Summer Science Program Class of 2018

This year’s Summer Science Program provided 24 outstanding students the experience of the clinical and the research aspects of a career in academic medicine.

This summer, the UAMS Department of Pediatrics/ACRI Summer Science Program provided 24 outstanding students the experience of a career in academic medicine—in both the clinical and the research aspects. These students spent June and July shadowing physicians, attending rounds and clinics, and touring different hospital units, as well as participating in mentored research projects involving children’s health. Faculty from various pediatric subspecialties taught basic science and clinical research techniques and helped the students gain exposure to clinical medicine. In addition, the Summer Science Program hosted a twice-a-week lecture series focusing on various aspects of academic medicine, graduate school, medical school, residency, research, and clinical medicine for its participants. At the end of the program, each student gave a scientific presentation on his or her mentored research project.

Dillon Wester observed the activity of chemoresistant-promoting protein expressed in pancreatic cancer.

Dillon Wester – Ouachita Baptist University

This summer, Dillon Wester, had a hands-on laboratory experience that boosted his academic and career goals. Dillon, a senior biology major at Ouachita Baptist University, worked in the laboratory of Dr. Marie Burdine at the Center for Translational Pediatric Research (P20GM121293) where he also conducted an independent research project.

Dillon observed the activity of ATAD2, a protein highly expressed in pancreatic cancer and that promotes chemoresistance, by using standard laboratory procedures. His results allowed him to locate where the protein was binding to DNA in cancer cells he grew and maintained in cultures in the laboratory. Establishing the site of binding can lead to creating inhibitors to block the cancer-promoting activity of ATAD2. Important steps to developing improved chemotherapy.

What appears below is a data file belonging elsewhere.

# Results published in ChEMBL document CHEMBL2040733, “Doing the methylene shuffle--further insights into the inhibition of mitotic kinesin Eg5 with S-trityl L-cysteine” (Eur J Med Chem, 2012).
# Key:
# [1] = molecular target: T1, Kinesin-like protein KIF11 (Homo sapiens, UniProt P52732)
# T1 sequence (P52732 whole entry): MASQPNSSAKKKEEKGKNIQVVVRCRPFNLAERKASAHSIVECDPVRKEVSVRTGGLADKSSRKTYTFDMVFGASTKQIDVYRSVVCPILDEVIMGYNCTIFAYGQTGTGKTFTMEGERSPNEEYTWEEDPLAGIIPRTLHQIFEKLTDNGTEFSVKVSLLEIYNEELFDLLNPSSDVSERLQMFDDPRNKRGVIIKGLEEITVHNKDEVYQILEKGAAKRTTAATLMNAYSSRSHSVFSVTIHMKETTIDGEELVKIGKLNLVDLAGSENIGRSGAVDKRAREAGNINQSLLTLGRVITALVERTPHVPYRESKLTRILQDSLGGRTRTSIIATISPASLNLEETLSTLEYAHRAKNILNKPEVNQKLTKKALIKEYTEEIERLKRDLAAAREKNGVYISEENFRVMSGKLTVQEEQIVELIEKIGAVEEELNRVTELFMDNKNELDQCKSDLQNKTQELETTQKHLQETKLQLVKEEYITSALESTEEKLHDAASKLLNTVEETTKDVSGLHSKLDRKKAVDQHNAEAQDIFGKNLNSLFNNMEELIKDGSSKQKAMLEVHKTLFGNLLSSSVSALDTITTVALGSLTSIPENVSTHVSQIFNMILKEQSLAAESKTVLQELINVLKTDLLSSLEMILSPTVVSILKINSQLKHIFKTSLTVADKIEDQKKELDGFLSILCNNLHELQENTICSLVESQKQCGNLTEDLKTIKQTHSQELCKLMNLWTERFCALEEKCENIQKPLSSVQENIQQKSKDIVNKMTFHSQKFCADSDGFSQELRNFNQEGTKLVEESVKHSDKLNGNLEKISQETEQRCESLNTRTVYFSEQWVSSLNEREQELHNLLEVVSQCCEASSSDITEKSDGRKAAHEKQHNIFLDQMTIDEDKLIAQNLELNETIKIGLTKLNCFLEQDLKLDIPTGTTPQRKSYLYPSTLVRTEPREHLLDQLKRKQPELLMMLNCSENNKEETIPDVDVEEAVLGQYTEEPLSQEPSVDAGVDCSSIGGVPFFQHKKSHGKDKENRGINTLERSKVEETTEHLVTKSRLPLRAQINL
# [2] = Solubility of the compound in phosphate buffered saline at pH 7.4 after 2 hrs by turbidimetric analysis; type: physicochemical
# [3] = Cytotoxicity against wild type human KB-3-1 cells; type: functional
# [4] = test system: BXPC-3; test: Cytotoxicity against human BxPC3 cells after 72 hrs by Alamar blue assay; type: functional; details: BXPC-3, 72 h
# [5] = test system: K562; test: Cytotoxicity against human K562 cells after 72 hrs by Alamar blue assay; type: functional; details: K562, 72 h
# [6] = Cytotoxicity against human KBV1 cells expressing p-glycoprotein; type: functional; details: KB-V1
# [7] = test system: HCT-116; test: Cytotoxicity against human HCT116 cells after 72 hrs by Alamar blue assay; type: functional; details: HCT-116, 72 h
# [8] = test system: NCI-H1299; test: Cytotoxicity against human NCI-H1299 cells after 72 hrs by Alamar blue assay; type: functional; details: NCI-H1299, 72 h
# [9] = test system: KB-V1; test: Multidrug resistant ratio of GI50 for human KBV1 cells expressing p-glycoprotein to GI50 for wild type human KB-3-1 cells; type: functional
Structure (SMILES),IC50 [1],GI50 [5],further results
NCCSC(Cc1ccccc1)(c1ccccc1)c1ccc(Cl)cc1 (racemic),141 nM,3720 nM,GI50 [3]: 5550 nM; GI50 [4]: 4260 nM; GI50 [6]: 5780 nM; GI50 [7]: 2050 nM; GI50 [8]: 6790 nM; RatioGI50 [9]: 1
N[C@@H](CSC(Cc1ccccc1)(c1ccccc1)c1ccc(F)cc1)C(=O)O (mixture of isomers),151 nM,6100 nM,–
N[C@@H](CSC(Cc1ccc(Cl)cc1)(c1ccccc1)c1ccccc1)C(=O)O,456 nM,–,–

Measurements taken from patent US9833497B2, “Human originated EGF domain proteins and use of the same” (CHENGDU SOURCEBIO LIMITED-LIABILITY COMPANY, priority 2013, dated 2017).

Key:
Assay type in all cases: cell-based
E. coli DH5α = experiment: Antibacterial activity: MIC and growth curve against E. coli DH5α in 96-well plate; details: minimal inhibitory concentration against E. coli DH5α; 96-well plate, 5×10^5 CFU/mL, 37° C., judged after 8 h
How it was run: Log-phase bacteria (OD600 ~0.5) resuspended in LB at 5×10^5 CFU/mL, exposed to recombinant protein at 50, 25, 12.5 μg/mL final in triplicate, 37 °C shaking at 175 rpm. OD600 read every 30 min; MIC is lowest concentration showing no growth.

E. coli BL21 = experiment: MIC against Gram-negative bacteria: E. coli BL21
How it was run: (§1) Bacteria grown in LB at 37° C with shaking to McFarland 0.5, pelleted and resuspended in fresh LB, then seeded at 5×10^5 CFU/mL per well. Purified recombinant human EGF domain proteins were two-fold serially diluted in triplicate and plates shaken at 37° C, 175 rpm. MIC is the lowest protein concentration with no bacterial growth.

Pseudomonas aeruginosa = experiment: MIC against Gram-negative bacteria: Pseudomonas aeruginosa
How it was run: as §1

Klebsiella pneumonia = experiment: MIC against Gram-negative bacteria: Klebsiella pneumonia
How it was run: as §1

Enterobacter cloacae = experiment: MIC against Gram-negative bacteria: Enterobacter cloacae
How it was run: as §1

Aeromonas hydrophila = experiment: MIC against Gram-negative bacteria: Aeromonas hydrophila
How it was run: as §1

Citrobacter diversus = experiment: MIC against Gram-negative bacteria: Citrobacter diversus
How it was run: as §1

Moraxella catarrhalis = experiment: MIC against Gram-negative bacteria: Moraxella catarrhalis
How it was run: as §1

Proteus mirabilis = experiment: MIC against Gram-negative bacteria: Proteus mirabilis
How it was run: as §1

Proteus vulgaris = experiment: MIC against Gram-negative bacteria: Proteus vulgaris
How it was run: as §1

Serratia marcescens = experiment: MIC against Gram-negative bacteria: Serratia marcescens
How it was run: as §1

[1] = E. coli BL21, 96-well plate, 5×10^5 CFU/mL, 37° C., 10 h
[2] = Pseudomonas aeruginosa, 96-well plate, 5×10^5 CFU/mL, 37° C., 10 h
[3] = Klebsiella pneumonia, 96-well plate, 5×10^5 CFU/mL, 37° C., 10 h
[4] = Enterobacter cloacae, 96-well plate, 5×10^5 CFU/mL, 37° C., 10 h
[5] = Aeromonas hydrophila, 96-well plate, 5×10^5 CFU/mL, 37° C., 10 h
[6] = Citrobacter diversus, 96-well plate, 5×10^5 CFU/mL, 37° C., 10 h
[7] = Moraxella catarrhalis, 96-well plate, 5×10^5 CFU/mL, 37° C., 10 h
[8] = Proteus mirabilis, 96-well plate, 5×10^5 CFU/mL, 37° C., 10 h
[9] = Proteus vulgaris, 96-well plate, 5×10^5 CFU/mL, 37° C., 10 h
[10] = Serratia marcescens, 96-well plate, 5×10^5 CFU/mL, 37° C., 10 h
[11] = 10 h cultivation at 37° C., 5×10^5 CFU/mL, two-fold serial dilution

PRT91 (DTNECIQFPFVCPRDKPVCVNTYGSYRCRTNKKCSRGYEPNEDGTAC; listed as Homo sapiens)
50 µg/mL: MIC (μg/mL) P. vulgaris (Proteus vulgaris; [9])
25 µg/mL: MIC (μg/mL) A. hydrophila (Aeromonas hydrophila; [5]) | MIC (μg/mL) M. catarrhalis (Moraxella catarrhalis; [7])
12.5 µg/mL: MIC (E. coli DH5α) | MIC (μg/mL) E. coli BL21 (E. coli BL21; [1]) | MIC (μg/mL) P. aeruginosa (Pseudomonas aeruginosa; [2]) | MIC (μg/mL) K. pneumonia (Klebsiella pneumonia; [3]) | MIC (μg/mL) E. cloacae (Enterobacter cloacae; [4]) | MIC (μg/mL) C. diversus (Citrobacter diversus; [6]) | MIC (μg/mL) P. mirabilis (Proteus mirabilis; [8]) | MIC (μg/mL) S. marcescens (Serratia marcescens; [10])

Conducting his project with Dr. Burdine’s guidance provided Dillon, from Mesquite, Texas, with an experience beyond that of his academic laboratory. “I learned how these instruments and techniques work,” Dillon said, “It was more than ‘do this’ and ‘pour this.’”

Dillon’s mentor, Dr. Burdine of the Division of Surgical Research, noted, “Opportunities like the Summer Science Program give students access to the world of science.” She wanted Dillon to understand how important research is and how much hard work is involved, but to have a love for it. Dr. Burdine noted that Dillon’s independence and focus were traits that aided in his success.

The Summer Science Program experience did reinforce the importance of medical research for Dillon. “Without research there are no advances in medicine,” he said, “It is crucial in discovering new concepts and curing disease.” It has also influenced his post-graduate goals. He is planning to focus on pediatrics in medical school (he is targeting Baylor University and University of Texas Southwestern). Dillon now is contemplating an MD/PhD program to strengthen his interest in medical research.

Julienne Daniel – University of Arkansas

University of Arkansas Senior Julienne Daniel plans to attend medical school and to specialize in cardiology. She pointed to shadowing cardiovascular surgeons as a highlight of her Summer Science Program experience. “I saw how the team worked together and merged two surgical procedures to help a patient,” Julienne noted. Observing the surgical team conduct this novel surgery in the operating room only made the experience more exciting and outstanding.

In addition to time in the clinic, Julienne worked in the laboratory of Dr. Keshari Thakali at the Arkansas Children’s Nutrition Center. Julienne’s independent research project assessed the effect of obesity on mitochondrial respiration, a function in cells needed to convert nutrients into energy, in mice. Her data suggested that high fat diet-induced obesity reduced mitochondrial function in perivascular adipose tissue, a fat deposit surrounding blood vessels. This reduced mitochondrial function may be an important factor driving cardiovascular changes associated with obesity.

Julienne Daniel assessed the effect of obesity on mitochondrial respiration.

Dr. Thakali of the Section of Developmental Nutrition stated, “It’s important for students to understand the process of how research leads to advancements in medicine.” Dr. Thakali noted that Julienne’s demonstration of intelligence, diligence, and inquisitiveness indicated she would be successful this summer and in the future.

“The program has helped me respect and appreciate what research does for medicine on the whole,” said Julienne, a biology major from Little Rock. Her involvement in the Summer Science Program reaffirmed her decision to study medicine and to consider also earning a PhD concurrently. Julienne is considering medical programs at the University of Alabama, the University of Arizona, the University of Oklahoma, and UAMS.

Anna-Claire Pilkington (left) and Julienne Daniel (right), pictured with Summer Science Program Coordinator Jenny Kubacak, received awards for their outstanding presentations at the end of the presentation week.